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AJ Allmendinger keeps ‘good vibes’ going in best finish since 2014

NASCAR Sprint Cup Series STP 500

MARTINSVILLE, VA - APRIL 03: AJ Allmendinger, driver of the #47 Kroger/Butterfinger/Coffeemate Chevrolet, leads a pack of cars during the NASCAR Sprint Cup Series STP 500 at Martinsville Speedway on April 3, 2016 in Martinsville, Virginia. (Photo by Brian Lawdermilk/Getty Images)

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It was a good day at Martinsville Speedway for AJ Allmendinger. That was even before he finished second in the STP 500.

“I passed Jimmie Johnson like five times at Martinsville. That’s pretty cool!” Allmendinger declared to Fox Sports 1 after earning his eighth top-five finish in his 10th year of Sprint Cup competition.

After starting sixth Sunday, his best spot on the grid since starting third at Martinsville last fall, Allmendinger kept his JTG-Daugherty Racing Chevrolet firmly in the top 10 all day. His average running position during the 500-lap event was 7.86. He never fell below 12th.

Through six races, including an eighth-place result at Auto Club Speedway, Allmendinger’s average running spot is 19.5.

“We didn’t have great short‑run speed, but after about 30, 40 laps we could really get rolling there,” Allmendinger said. “I was kind of hoping we’d stay green the last 120 laps. I figured that wasn’t going to happen, but I was praying we had a shot at that because I felt like if that happened we had a great chance to win the race.”

The race’s final caution waved with 15 laps remaining. When Jamie McMurray spun from a shredded tire, Allmendinger found himself in third place. Crew chief Randall Burnett chose to stay out as just a few teams took to pit road.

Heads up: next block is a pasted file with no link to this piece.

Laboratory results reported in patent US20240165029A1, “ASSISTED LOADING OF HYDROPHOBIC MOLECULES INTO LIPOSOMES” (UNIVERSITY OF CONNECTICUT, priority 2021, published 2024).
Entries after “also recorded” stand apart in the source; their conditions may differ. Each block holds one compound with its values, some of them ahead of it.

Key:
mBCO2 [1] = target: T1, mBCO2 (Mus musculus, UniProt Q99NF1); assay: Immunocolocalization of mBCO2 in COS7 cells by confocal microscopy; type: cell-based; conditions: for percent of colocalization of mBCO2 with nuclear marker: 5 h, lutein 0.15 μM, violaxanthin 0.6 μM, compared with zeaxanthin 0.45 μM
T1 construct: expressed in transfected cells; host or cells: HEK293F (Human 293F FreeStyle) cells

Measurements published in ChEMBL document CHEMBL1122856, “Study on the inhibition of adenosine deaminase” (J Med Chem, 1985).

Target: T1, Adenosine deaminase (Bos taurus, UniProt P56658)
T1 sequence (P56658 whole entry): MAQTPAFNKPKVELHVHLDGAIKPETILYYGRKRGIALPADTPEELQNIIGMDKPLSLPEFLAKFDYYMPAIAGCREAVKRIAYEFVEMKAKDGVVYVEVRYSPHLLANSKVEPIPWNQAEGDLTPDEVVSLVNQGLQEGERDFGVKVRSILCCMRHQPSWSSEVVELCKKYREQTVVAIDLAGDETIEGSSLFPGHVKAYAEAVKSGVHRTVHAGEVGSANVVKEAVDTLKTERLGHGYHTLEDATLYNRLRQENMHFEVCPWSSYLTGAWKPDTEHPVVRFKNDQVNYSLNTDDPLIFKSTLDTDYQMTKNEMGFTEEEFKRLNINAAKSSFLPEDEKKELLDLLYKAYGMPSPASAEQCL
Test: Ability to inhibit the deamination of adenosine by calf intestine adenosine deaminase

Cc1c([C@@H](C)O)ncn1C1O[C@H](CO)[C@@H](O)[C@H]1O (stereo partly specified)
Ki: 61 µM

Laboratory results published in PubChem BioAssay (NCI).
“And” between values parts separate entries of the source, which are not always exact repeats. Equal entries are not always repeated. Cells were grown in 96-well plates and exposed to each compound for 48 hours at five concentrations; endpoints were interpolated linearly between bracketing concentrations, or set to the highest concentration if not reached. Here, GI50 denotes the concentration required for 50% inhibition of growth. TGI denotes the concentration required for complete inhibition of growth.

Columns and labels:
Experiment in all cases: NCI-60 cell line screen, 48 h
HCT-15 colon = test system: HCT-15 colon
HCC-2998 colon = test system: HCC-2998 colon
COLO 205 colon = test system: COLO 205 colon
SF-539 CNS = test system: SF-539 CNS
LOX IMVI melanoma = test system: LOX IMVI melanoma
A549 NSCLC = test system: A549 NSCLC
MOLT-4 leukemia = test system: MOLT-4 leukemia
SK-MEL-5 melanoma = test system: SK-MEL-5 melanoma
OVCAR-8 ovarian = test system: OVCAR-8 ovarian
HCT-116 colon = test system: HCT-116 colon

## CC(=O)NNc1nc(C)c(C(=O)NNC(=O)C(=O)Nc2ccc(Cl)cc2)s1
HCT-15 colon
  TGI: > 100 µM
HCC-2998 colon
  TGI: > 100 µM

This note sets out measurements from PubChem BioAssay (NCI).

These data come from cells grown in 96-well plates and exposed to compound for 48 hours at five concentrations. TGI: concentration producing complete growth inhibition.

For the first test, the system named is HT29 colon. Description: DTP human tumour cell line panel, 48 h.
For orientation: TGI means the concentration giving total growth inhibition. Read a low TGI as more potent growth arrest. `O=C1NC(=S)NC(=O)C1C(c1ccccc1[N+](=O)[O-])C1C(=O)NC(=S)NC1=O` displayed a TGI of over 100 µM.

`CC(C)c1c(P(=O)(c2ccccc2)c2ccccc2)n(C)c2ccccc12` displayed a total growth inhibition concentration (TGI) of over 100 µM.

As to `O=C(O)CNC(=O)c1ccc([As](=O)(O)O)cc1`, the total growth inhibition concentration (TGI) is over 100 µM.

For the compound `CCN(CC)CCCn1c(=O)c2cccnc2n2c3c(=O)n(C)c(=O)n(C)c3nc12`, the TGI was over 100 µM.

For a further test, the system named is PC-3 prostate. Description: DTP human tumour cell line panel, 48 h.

“Randall, for a first‑year crew chief, you wouldn’t really know it,” Allmendinger said. “He’s great on the box. He calms me, which shockingly I don’t know if you guys know that, I probably need that sometimes. It doesn’t seem like he’s only done this for six races.”

When the green flag waved, Allmendinger had his best chance at a win since claiming his first two years ago at Watkins Glen International. A mechanical error derailed a potential winning bid at Sonoma Raceway last year.

With the field behind him impatiently scrambling for position, Allmendinger calmly overtook Brad Keselowski. But the 10-lap shootout to end the day finished with Allmendinger 0.66 seconds behind Busch.

Known primarily for his road-course racing aptitude developed from his open-wheel days, Allmendinger claimed his second runner-up result at Martinsville. The first came in 2012 when Allmendinger drove the No. 22 for Team Penske.

Navigating the short track involves braking patterns similar to those used at WGI or Sonoma -- where Allmendinger is usually considered a threat to win.

“I know the first couple times I came here, I couldn’t figure this place out to save my life,” Allmendinger said of the short track. “It’s just a rhythm racetrack. There’s a fine line between needing to be aggressive enough, using the brakes and the things you have to do and be fast, and then overusing them, and that’s kind of the way road course driving is. It’s always a fine line. You can be aggressive but you’ve got to know that line to where you overstep it.”

Allmendinger never crossed the line and now takes the “good vibe” the team has developed with its consecutive top-10 finishes to Texas Motor Speedway. There, Allmendinger has never finished better than 10th (2009, 2011).

“Texas hasn’t been one of our best racetracks, but I feel like our mile‑and‑a‑half program has definitely improved,” Allmendinger said.

His best finish at 1.5-mile tracks this year is 14th at Las Vegas Motor Speedway. At Atlanta Motor Speedway, more similar to Texas, Allmendinger finished 27th, four laps down.

“I’ve never really had great runs there, so I’m always kind of searching to find what I need.”

On Sunday, he didn’t have to search long.

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